My children have not all been enthusiastic Shakespeareans. They often groan and question why we read some of the plays but there is a method to my madness. I always tell new students of the Bard that if they do not like Shakespeare that is fine but it is the height of ignorance to conclude that it is the Bard’s fault rather than something lacking within themselves. Harsh, I know.
In the last couple of years I have collected one resource that has greatly helped my understanding of the plays: Asimov’s Guide to Shakespeare in Two Volumes. If I read through this book a little ahead of our readings, I can add interesting historical remarks such as who Hotspur was or what it meant that Julius Caesar crossed the Rubicon. After a really confusing day’s reading I can pull out Asimov and straighten myself out. It is pricey because it is out of print, but I highly recommend it if you plan to discuss the plays with your students. Another book which is more useful for the teacher than the student is Arthur Quinn’s Figures of Speech which will aid you in pointing out various schemes and tropes in a natural manner as you read.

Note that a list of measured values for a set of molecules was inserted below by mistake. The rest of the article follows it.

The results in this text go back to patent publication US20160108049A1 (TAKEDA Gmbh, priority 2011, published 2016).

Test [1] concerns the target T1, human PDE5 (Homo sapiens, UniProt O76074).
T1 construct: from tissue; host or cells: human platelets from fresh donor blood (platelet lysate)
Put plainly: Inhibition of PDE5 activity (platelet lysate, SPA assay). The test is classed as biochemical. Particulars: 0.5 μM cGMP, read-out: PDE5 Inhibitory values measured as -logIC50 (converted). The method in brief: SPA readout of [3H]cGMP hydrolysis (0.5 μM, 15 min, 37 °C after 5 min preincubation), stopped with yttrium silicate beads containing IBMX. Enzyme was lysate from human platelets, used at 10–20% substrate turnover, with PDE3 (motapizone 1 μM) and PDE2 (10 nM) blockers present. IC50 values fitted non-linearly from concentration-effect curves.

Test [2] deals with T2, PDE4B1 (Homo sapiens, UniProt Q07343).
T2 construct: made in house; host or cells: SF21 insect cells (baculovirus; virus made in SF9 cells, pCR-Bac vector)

True, my own love of Shakespeare aids me in persevering year after year but even with that love I had a hard time getting the horse out of the gate in those early years as my oldest son was almost past his salad days. But it turns out that reading Shakespeare is not so hard after all. It is already divided up into small chunks. All you need is a few minutes each day and before you know it your children will be all grown up and you will regularly be making jokes with phrases like “get thee to a nunnery.”
The beauty of building a family or classroom culture around Shakespeare is that it is something that can still be shared with a wide, though shrinking, host of other people. It is lighting a small candle in the darkness of cultural decay and looking out to see other candles twinkling all around.
(This article contains at least 10 Shakespearean references. Can you find them?)